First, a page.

Researchers have found recipes for "cat stew" and "cat in sauce" in the Basque Country in the Spanish province of Alava. Lluis Ripoll includes a medieval recipe for cooking cat in his book 'Llibre de cuina mallorquina'.
In February 2010, the food writer Beppe Bigazzi on a televised cooking show mentioned that cat stew was a "succulent" and well known dish in his home area of Valdarno, Tuscany. Later he claimed he had been joking, but added that cats used to be eaten in the area, historically; he was widely criticised in the media for his comments and ultimately dropped from the television network.
Cats were sometimes eaten as a famine food during harsh winters, poor harvests, and wartime. Cat gained notoriety as "roof rabbit" in Central Europe's hard times during and between World War I and World War II.
Indigenous Australians in the area of Alice Springs roast feral cats on an open fire. They have also developed recipes for cat stew. Some other inhabitants of the area have also taken up this custom, justified on the grounds that felines are "a serious threat to Australia's native fauna". Scientists warned that eating wild cats could expose humans to harmful bacteria and toxins.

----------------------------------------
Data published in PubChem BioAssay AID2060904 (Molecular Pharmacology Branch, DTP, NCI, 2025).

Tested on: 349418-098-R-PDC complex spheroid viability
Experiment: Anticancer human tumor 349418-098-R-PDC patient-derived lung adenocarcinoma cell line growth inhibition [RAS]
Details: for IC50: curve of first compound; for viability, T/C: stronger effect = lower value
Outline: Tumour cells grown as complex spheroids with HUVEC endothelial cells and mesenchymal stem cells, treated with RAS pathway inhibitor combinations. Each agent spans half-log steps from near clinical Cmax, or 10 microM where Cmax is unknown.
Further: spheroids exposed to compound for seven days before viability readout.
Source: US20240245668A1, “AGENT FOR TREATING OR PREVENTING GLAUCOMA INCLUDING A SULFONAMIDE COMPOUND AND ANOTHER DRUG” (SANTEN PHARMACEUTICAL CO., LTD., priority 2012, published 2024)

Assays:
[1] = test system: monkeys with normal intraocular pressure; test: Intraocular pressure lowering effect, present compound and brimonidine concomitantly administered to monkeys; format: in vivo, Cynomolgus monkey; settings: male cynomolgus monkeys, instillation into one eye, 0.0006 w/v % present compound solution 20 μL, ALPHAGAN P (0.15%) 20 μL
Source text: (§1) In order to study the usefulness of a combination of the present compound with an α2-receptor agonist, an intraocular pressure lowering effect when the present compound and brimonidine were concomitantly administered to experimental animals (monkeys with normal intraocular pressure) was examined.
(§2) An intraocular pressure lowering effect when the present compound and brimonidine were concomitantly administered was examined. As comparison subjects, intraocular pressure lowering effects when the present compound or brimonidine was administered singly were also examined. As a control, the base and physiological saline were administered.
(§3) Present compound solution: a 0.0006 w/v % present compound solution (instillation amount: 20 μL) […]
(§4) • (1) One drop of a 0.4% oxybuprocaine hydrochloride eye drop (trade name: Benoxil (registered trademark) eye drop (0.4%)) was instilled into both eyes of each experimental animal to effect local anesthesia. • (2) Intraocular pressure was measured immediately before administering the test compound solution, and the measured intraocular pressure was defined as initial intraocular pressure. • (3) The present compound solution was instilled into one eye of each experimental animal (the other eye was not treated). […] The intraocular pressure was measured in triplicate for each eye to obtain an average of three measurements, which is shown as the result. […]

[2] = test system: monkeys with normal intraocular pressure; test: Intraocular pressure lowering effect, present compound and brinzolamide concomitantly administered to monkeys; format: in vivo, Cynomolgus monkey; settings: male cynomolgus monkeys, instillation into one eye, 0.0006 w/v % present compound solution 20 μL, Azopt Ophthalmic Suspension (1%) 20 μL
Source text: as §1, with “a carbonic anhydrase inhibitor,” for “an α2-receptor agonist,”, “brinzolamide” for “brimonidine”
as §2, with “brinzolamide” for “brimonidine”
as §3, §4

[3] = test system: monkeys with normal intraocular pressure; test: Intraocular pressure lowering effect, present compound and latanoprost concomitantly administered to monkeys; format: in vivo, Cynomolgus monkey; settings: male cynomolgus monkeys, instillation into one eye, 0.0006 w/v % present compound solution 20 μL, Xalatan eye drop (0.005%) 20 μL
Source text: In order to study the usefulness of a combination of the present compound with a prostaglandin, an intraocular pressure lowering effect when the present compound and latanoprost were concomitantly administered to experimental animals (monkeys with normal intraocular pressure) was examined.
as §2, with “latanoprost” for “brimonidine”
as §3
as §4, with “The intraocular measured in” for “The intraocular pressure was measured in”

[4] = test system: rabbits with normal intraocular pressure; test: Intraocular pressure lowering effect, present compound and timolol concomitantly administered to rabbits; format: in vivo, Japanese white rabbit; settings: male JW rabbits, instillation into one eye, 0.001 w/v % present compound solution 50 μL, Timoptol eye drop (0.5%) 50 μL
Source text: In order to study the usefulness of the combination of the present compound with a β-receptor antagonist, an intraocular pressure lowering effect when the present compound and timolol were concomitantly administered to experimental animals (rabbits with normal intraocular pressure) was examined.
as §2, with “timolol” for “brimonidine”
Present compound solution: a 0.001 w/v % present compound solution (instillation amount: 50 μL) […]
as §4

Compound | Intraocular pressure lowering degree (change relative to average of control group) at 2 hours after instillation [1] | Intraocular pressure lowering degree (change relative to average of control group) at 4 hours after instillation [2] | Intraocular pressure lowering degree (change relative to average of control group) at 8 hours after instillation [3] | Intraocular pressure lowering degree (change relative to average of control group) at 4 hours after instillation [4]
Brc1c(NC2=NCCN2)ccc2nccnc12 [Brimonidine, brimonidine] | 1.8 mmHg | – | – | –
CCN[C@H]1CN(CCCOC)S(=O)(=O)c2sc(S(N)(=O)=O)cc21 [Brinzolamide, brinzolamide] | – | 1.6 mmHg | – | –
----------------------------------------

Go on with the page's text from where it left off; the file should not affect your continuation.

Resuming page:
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With the increase of cats as pets in China, opposition towards the traditional use of cats for food has grown. In June 2006, approximately 40 activists stormed the Fangji Cat Meatball Restaurant, a restaurant specializing in cat meat in Shenzhen. They managed to force the restaurant to shut down and discontinue selling of cat meat. Those changes began about two years after the formation of the Chinese Companion Animal Protection Network, a networking project of Chinese Animal Protection Network. Expanded to more than 40 member societies, CCAPN in January 2006 began organizing well-publicized protests against dog and cat eating, starting in Guangzhou, following up in more than ten other cities "with very optimal response from public." In 2008, a series of incidents were broadcast by the media on the increased consumption of cat and dog meat in Guangdong areas.
The Jewish laws of kashrut and Islamic dietary laws both forbid the consumption of cat meat. Kashrut disallows the consumption of all mammals that do not both have cloven hooves and chew the cud; as an obligate carnivore with paws, the cat fails on both accounts. Islamic jurisprudence forbids the consumption of carnivorous terrestrial animals more generally.